Here is a look at the backs of a few of these. I've included the Jimmy Dykes card because it's about as pristine a 1960 card as I've seen outside a grading slab. The back is even whiter than the scan shows. The backs of the '60 set cards tend to brown over time as shown in the Gordon and Alston cards. Jimmy Dykes has escaped that fate for whatever reason. Sharp corners as well. 


Friday, November 14, 2014

Topps 1960 Managers Subset.... NL Edition


I thought that since I had posted the '58 All Star subset I'd go ahead and post another of my completed projects of a similar size. I've been sorely tempted over the last few months to jump into the 1960 Topps set full time. I've mentioned before that it's the first set I clearly remember collecting with a purpose as a kid.

I'd seen a friend's 58's and I had received some '59s but the 1960 set was the one I bought by the pack. Truth be told it was my folks that bought them, with much begging from me. I remember the hanging cello packs they had at Korvettes stores around my part of New Jersey. Sometimes my Dad would bring home a pack he had bought with his newspaper for the commute home. So this set has a lot of nostalgic value to me. Not to mention that I love the look of it and I think the backs are among the best Topps has produced.

I don't feel up to tackling another vintage set (and blog) right now. But maybe sometime in 2015 I'll get the urge and jump in. Meanwhile I've put together the managers 16 card subset. I love everything about these. These guys just look like 1960 era baseball managers, don't they? Bill Rigney leans on a wooden(!) railing. Did Seals Stadium have a wooden railing in front of the dugout? Maybe that's a spring training shot. Either way, it's pretty neat.

Solly Hemus was in his second year as manager in St. Louis and he looks pretty comfy in the job. In 1959 he began as player/manager but in June he hung up his glove. Interesting that he is listed as being 'released' by the Cards that month. I guess technically he was. Walt Alston and Chuck Dressen had almost 40 years on big league managing between them. Alston won four titles with the Dodgers.

Fred Hutchinson managed three teams but was best known as skipper of the Reds. He died tragically of cancer soon after the 1964 season. Here are a couple of interesting facts from his baseball Reference bio:
The Hutch Award has been awarded since 1965 to a player who exemplifies the courage and desire of Fred Hutchinson. The first recipient was Mickey Mantle. Bill Hutchinson, who diagnosed his brother's condition, later founded the Fred Hutchinson Cancer Research Center in Seattle in 1975; it has become one of the world's leading research institution in the field of oncology.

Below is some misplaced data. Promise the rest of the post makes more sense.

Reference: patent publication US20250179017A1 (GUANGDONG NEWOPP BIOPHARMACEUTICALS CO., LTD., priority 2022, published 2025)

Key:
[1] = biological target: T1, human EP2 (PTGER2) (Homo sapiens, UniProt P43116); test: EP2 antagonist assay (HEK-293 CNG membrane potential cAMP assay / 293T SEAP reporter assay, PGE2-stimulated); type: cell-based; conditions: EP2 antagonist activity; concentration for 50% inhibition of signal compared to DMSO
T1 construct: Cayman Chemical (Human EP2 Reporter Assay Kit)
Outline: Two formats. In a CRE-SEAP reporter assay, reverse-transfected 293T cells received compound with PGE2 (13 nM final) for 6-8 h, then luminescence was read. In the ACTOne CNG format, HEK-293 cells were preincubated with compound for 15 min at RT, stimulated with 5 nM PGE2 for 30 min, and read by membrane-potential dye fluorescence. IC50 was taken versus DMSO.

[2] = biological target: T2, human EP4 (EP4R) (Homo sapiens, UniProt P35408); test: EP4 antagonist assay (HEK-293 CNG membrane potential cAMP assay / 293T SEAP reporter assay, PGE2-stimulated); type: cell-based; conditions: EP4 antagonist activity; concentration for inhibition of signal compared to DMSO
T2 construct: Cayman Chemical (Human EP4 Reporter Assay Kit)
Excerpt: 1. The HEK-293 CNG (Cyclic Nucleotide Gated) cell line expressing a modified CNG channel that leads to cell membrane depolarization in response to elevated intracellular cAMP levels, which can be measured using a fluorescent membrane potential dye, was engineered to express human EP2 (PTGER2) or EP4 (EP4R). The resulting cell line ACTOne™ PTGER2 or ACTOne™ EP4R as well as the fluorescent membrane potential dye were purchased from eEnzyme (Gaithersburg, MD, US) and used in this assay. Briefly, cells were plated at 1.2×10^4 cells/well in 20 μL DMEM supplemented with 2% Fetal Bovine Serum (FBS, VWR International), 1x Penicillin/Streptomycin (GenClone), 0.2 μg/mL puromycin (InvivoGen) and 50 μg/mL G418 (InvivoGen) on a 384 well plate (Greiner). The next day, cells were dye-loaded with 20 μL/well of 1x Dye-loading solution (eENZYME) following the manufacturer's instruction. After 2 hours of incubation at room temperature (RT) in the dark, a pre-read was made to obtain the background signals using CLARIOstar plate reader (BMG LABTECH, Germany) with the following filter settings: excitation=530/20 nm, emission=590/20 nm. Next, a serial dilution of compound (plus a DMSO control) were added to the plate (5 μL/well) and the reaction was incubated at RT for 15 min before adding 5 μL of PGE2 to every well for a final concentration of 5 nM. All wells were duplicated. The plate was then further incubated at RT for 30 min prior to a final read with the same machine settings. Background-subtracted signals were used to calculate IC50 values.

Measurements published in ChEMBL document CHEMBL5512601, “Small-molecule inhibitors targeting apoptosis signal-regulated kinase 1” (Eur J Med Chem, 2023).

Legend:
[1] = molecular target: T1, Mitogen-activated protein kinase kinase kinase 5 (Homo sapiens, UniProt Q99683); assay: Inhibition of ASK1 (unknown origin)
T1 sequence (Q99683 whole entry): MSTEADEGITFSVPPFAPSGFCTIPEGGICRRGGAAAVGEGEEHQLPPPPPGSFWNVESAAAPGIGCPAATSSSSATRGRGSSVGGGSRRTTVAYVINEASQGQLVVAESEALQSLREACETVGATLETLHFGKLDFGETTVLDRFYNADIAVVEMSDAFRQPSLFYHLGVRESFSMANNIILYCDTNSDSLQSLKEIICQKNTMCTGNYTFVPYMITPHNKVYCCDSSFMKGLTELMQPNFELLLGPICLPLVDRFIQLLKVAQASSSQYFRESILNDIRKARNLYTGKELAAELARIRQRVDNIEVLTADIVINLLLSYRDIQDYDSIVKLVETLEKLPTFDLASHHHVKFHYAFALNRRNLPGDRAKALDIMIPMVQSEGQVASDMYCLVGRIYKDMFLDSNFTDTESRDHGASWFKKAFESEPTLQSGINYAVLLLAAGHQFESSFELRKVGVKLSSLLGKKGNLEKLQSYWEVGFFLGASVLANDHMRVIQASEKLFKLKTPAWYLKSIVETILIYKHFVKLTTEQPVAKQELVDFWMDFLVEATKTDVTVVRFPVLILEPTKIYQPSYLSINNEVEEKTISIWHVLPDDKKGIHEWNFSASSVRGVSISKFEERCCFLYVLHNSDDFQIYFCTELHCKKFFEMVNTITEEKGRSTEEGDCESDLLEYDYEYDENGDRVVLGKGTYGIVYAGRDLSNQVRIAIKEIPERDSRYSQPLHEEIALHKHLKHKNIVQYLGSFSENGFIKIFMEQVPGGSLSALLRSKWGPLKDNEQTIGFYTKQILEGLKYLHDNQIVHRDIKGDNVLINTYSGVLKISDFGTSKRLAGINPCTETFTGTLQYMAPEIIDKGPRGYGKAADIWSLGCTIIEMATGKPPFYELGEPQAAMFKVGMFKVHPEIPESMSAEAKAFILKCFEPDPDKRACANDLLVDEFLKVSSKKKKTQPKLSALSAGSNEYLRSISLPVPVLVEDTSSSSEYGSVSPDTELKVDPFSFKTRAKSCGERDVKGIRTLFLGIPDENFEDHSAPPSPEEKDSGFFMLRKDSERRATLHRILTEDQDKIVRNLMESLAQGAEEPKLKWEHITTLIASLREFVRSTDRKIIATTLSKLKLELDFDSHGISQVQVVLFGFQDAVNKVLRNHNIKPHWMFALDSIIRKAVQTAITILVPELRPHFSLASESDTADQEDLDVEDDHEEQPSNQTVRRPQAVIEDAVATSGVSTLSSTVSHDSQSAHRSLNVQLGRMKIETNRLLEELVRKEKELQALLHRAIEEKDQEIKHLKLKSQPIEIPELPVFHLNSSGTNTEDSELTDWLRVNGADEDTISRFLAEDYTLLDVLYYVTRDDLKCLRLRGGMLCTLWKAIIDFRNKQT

On December 24, 1999, the Seattle Post-Intelligencer named Hutchinson Seattle's athlete of the 20th Century, ahead of Ken Griffey, Jr.
Charlie Grimm hit .290 in a 20 year career as a player and he won three pennants in his first go-round as the Cubs' manager. He managed the Braves for five season in the fifties, was out of the dugout for four years and returned to Chicago in 1960. He lasted 17 games and was out of the job months before this card was issued.

Eddie Sawyer managed the Phils for nearly a decade including the Whiz Kids club of 1950 but in 1960 he was gone even faster than Grimm was from Chicago. He managed ONE game before quitting with a famous good bye quote: “I am 49 years old and want to live to be 50.” Two games later the Gene Mauch era began in Philly.

All-in-all it's a pretty cool subset I think. The pennant would reappear as the dominant feature of the classic 1965 Topps set. And the fact that these are so different from the 'base' cards in the 1960 set makes them stand out. As I recall all these National League managers cards came dirt cheap. Only the Stengel out of the complete set of 16 cost enough to even give the price a second thought.

I'll post the American League managers in a day or so.